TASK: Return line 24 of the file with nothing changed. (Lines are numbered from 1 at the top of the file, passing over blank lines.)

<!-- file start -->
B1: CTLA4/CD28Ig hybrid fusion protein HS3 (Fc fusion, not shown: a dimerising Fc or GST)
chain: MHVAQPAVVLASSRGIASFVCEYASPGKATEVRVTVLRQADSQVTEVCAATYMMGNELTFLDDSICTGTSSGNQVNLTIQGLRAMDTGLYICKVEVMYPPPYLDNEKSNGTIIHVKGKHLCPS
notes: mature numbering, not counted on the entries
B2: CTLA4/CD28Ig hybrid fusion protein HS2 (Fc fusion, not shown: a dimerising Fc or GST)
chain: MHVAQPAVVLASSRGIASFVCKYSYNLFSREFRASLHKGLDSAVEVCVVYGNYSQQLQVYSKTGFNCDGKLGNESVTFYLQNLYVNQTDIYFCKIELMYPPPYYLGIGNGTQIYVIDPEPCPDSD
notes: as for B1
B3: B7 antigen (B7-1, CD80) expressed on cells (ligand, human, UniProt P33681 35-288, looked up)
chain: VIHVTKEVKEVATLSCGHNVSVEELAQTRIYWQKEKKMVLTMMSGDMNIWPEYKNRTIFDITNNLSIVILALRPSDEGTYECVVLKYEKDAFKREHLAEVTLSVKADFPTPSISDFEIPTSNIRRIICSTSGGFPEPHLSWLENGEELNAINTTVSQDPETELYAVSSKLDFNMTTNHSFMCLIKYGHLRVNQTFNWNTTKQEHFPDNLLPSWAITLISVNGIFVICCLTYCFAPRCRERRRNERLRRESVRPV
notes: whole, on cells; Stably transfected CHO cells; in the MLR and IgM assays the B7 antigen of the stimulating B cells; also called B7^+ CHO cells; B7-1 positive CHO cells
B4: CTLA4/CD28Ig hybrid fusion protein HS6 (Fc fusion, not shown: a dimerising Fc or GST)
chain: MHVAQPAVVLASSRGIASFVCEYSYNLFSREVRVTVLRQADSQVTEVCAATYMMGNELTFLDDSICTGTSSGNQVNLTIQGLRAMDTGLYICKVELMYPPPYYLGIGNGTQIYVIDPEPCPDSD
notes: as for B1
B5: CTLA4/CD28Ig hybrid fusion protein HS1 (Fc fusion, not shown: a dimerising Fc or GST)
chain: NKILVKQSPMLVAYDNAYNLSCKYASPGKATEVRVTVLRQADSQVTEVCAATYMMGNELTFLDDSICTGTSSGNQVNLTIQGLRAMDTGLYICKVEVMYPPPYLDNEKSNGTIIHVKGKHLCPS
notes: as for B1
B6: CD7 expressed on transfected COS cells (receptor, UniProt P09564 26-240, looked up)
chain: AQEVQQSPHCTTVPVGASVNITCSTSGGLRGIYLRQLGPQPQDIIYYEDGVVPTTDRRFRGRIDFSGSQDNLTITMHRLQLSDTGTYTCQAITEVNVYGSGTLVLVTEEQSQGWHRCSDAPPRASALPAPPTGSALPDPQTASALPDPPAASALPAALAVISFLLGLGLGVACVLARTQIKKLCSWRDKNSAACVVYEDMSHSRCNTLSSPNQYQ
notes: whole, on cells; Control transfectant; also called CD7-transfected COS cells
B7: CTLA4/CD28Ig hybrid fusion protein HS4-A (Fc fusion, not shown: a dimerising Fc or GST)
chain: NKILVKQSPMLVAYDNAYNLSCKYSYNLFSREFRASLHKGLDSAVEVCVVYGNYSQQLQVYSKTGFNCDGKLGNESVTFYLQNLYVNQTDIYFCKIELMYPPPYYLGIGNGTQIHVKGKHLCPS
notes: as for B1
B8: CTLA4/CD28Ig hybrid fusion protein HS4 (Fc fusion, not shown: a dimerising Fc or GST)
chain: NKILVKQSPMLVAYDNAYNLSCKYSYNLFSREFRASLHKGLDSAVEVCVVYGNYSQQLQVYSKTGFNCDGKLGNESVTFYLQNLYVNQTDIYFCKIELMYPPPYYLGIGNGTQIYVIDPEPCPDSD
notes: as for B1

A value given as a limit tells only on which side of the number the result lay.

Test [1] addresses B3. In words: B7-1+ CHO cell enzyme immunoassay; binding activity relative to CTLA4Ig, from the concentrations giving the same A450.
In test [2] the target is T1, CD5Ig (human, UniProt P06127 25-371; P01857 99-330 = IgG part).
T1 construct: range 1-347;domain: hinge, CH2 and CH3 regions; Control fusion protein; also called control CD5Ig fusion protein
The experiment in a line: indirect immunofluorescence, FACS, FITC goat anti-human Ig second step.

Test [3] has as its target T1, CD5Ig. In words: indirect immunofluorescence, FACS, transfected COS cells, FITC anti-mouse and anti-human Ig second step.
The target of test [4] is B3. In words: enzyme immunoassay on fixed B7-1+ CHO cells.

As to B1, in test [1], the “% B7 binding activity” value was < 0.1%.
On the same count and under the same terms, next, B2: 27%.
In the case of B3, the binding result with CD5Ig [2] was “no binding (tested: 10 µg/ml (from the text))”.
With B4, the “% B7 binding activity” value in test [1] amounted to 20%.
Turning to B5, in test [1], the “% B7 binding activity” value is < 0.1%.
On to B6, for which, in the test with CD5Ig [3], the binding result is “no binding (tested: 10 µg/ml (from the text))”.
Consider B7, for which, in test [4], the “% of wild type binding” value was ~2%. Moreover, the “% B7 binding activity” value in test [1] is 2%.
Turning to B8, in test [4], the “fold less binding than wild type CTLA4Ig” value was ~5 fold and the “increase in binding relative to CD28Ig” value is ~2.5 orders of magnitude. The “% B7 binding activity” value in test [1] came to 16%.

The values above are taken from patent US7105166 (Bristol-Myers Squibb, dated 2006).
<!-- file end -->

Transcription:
notes: as for B1